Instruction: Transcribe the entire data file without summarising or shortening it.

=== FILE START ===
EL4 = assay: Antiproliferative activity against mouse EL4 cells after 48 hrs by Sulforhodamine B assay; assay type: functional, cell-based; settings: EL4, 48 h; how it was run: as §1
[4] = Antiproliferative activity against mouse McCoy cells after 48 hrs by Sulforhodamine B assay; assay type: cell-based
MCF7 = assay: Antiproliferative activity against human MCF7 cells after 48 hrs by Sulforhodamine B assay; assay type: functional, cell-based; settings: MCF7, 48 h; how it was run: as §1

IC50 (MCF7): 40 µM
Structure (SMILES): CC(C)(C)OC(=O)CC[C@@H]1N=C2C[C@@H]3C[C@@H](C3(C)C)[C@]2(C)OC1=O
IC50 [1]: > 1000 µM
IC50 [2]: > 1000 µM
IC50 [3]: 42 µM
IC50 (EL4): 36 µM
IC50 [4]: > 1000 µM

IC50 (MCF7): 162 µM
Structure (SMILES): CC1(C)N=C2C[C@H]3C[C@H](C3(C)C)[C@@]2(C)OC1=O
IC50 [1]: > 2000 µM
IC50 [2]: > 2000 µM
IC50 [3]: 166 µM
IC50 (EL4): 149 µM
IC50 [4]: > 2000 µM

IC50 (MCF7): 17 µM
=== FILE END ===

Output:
EL4 = assay: Antiproliferative activity against mouse EL4 cells after 48 hrs by Sulforhodamine B assay; assay type: functional, cell-based; settings: EL4, 48 h; how it was run: as §1
[4] = Antiproliferative activity against mouse McCoy cells after 48 hrs by Sulforhodamine B assay; assay type: cell-based
MCF7 = assay: Antiproliferative activity against human MCF7 cells after 48 hrs by Sulforhodamine B assay; assay type: functional, cell-based; settings: MCF7, 48 h; how it was run: as §1

IC50 (MCF7): 40 µM
Structure (SMILES): CC(C)(C)OC(=O)CC[C@@H]1N=C2C[C@@H]3C[C@@H](C3(C)C)[C@]2(C)OC1=O
IC50 [1]: > 1000 µM
IC50 [2]: > 1000 µM
IC50 [3]: 42 µM
IC50 (EL4): 36 µM
IC50 [4]: > 1000 µM

IC50 (MCF7): 162 µM
Structure (SMILES): CC1(C)N=C2C[C@H]3C[C@H](C3(C)C)[C@@]2(C)OC1=O
IC50 [1]: > 2000 µM
IC50 [2]: > 2000 µM
IC50 [3]: 166 µM
IC50 (EL4): 149 µM
IC50 [4]: > 2000 µM

IC50 (MCF7): 17 µM